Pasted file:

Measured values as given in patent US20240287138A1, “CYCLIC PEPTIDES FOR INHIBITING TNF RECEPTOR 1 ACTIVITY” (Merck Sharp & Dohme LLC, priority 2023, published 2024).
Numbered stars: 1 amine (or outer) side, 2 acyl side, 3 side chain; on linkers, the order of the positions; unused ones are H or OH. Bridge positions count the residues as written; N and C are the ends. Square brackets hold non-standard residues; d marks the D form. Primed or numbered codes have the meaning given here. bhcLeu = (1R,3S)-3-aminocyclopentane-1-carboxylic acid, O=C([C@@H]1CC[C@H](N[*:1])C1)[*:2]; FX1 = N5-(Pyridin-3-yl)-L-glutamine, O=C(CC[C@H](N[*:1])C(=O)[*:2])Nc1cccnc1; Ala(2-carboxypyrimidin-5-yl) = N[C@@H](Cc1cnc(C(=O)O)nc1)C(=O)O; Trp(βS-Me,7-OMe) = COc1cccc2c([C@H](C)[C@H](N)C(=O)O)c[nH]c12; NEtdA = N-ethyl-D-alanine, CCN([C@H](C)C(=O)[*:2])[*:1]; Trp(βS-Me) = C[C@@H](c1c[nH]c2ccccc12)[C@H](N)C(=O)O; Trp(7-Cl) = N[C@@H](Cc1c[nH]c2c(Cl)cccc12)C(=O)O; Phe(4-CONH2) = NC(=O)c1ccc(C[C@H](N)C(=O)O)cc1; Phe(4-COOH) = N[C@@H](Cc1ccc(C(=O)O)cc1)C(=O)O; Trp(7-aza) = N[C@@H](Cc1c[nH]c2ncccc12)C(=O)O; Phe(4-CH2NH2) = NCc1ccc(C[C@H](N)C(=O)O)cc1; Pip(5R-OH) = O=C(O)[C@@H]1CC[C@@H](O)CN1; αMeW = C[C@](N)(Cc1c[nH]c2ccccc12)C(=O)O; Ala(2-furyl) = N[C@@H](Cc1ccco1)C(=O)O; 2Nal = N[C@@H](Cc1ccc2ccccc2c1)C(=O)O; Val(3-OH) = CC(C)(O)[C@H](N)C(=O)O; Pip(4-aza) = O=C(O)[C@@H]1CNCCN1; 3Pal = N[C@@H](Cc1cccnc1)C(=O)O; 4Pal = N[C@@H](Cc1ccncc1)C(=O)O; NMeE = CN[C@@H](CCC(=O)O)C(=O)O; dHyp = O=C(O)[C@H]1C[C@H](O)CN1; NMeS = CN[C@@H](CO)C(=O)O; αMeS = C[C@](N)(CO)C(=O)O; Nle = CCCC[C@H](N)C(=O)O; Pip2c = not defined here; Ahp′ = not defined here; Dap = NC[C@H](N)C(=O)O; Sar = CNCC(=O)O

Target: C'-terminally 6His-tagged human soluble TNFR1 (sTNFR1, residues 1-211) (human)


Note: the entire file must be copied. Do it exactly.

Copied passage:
Measured values as given in patent US20240287138A1, “CYCLIC PEPTIDES FOR INHIBITING TNF RECEPTOR 1 ACTIVITY” (Merck Sharp & Dohme LLC, priority 2023, published 2024).
Numbered stars: 1 amine (or outer) side, 2 acyl side, 3 side chain; on linkers, the order of the positions; unused ones are H or OH. Bridge positions count the residues as written; N and C are the ends. Square brackets hold non-standard residues; d marks the D form. Primed or numbered codes have the meaning given here. bhcLeu = (1R,3S)-3-aminocyclopentane-1-carboxylic acid, O=C([C@@H]1CC[C@H](N[*:1])C1)[*:2]; FX1 = N5-(Pyridin-3-yl)-L-glutamine, O=C(CC[C@H](N[*:1])C(=O)[*:2])Nc1cccnc1; Ala(2-carboxypyrimidin-5-yl) = N[C@@H](Cc1cnc(C(=O)O)nc1)C(=O)O; Trp(βS-Me,7-OMe) = COc1cccc2c([C@H](C)[C@H](N)C(=O)O)c[nH]c12; NEtdA = N-ethyl-D-alanine, CCN([C@H](C)C(=O)[*:2])[*:1]; Trp(βS-Me) = C[C@@H](c1c[nH]c2ccccc12)[C@H](N)C(=O)O; Trp(7-Cl) = N[C@@H](Cc1c[nH]c2c(Cl)cccc12)C(=O)O; Phe(4-CONH2) = NC(=O)c1ccc(C[C@H](N)C(=O)O)cc1; Phe(4-COOH) = N[C@@H](Cc1ccc(C(=O)O)cc1)C(=O)O; Trp(7-aza) = N[C@@H](Cc1c[nH]c2ncccc12)C(=O)O; Phe(4-CH2NH2) = NCc1ccc(C[C@H](N)C(=O)O)cc1; Pip(5R-OH) = O=C(O)[C@@H]1CC[C@@H](O)CN1; αMeW = C[C@](N)(Cc1c[nH]c2ccccc12)C(=O)O; Ala(2-furyl) = N[C@@H](Cc1ccco1)C(=O)O; 2Nal = N[C@@H](Cc1ccc2ccccc2c1)C(=O)O; Val(3-OH) = CC(C)(O)[C@H](N)C(=O)O; Pip(4-aza) = O=C(O)[C@@H]1CNCCN1; 3Pal = N[C@@H](Cc1cccnc1)C(=O)O; 4Pal = N[C@@H](Cc1ccncc1)C(=O)O; NMeE = CN[C@@H](CCC(=O)O)C(=O)O; dHyp = O=C(O)[C@H]1C[C@H](O)CN1; NMeS = CN[C@@H](CO)C(=O)O; αMeS = C[C@](N)(CO)C(=O)O; Nle = CCCC[C@H](N)C(=O)O; Pip2c = not defined here; Ahp′ = not defined here; Dap = NC[C@H](N)C(=O)O; Sar = CNCC(=O)O

Target: C'-terminally 6His-tagged human soluble TNFR1 (sTNFR1, residues 1-211) (human)